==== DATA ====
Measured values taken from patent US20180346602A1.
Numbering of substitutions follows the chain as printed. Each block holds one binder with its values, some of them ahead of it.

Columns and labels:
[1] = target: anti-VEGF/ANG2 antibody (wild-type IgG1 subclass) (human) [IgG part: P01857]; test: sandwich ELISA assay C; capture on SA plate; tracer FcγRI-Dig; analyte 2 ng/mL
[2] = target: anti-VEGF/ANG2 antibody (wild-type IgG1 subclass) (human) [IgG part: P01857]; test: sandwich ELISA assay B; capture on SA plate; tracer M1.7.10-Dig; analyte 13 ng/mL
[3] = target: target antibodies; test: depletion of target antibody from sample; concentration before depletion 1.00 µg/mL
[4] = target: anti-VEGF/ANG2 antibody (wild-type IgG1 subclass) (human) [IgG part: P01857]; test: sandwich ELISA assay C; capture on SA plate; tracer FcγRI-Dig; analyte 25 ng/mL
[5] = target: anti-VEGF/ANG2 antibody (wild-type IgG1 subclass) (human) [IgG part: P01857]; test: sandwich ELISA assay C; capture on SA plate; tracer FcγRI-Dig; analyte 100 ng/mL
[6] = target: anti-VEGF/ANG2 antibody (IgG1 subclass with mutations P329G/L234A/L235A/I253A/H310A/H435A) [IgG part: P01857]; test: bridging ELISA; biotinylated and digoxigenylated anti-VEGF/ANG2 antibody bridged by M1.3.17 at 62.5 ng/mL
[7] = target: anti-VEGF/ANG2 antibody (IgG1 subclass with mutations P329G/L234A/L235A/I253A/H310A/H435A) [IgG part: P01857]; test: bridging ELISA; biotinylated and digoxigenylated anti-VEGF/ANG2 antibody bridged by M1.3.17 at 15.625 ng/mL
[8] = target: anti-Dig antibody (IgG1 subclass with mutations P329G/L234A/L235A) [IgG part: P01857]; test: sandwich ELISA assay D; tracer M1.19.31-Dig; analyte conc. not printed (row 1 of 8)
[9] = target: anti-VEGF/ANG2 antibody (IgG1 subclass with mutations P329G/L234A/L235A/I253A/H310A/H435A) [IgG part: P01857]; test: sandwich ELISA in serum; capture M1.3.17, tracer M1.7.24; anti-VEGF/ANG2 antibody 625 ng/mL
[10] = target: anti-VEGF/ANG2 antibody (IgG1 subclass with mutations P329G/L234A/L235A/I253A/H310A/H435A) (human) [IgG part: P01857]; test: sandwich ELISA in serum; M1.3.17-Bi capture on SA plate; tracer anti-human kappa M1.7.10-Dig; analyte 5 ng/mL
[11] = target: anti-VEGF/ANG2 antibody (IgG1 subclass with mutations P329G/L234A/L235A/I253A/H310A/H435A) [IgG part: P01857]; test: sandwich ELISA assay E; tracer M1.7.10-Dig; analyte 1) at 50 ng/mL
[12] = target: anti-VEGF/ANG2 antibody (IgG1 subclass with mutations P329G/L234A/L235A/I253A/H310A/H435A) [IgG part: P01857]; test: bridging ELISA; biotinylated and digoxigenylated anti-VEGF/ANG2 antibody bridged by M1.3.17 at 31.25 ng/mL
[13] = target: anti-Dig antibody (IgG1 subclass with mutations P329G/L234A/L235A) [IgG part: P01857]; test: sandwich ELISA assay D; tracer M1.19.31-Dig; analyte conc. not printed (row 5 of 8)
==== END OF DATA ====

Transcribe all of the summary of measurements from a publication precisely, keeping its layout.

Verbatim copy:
Measured values taken from patent US20180346602A1.
Numbering of substitutions follows the chain as printed. Each block holds one binder with its values, some of them ahead of it.

Columns and labels:
[1] = target: anti-VEGF/ANG2 antibody (wild-type IgG1 subclass) (human) [IgG part: P01857]; test: sandwich ELISA assay C; capture on SA plate; tracer FcγRI-Dig; analyte 2 ng/mL
[2] = target: anti-VEGF/ANG2 antibody (wild-type IgG1 subclass) (human) [IgG part: P01857]; test: sandwich ELISA assay B; capture on SA plate; tracer M1.7.10-Dig; analyte 13 ng/mL
[3] = target: target antibodies; test: depletion of target antibody from sample; concentration before depletion 1.00 µg/mL
[4] = target: anti-VEGF/ANG2 antibody (wild-type IgG1 subclass) (human) [IgG part: P01857]; test: sandwich ELISA assay C; capture on SA plate; tracer FcγRI-Dig; analyte 25 ng/mL
[5] = target: anti-VEGF/ANG2 antibody (wild-type IgG1 subclass) (human) [IgG part: P01857]; test: sandwich ELISA assay C; capture on SA plate; tracer FcγRI-Dig; analyte 100 ng/mL
[6] = target: anti-VEGF/ANG2 antibody (IgG1 subclass with mutations P329G/L234A/L235A/I253A/H310A/H435A) [IgG part: P01857]; test: bridging ELISA; biotinylated and digoxigenylated anti-VEGF/ANG2 antibody bridged by M1.3.17 at 62.5 ng/mL
[7] = target: anti-VEGF/ANG2 antibody (IgG1 subclass with mutations P329G/L234A/L235A/I253A/H310A/H435A) [IgG part: P01857]; test: bridging ELISA; biotinylated and digoxigenylated anti-VEGF/ANG2 antibody bridged by M1.3.17 at 15.625 ng/mL
[8] = target: anti-Dig antibody (IgG1 subclass with mutations P329G/L234A/L235A) [IgG part: P01857]; test: sandwich ELISA assay D; tracer M1.19.31-Dig; analyte conc. not printed (row 1 of 8)
[9] = target: anti-VEGF/ANG2 antibody (IgG1 subclass with mutations P329G/L234A/L235A/I253A/H310A/H435A) [IgG part: P01857]; test: sandwich ELISA in serum; capture M1.3.17, tracer M1.7.24; anti-VEGF/ANG2 antibody 625 ng/mL
[10] = target: anti-VEGF/ANG2 antibody (IgG1 subclass with mutations P329G/L234A/L235A/I253A/H310A/H435A) (human) [IgG part: P01857]; test: sandwich ELISA in serum; M1.3.17-Bi capture on SA plate; tracer anti-human kappa M1.7.10-Dig; analyte 5 ng/mL
[11] = target: anti-VEGF/ANG2 antibody (IgG1 subclass with mutations P329G/L234A/L235A/I253A/H310A/H435A) [IgG part: P01857]; test: sandwich ELISA assay E; tracer M1.7.10-Dig; analyte 1) at 50 ng/mL
[12] = target: anti-VEGF/ANG2 antibody (IgG1 subclass with mutations P329G/L234A/L235A/I253A/H310A/H435A) [IgG part: P01857]; test: bridging ELISA; biotinylated and digoxigenylated anti-VEGF/ANG2 antibody bridged by M1.3.17 at 31.25 ng/mL
[13] = target: anti-Dig antibody (IgG1 subclass with mutations P329G/L234A/L235A) [IgG part: P01857]; test: sandwich ELISA assay D; tracer M1.19.31-Dig; analyte conc. not printed (row 5 of 8)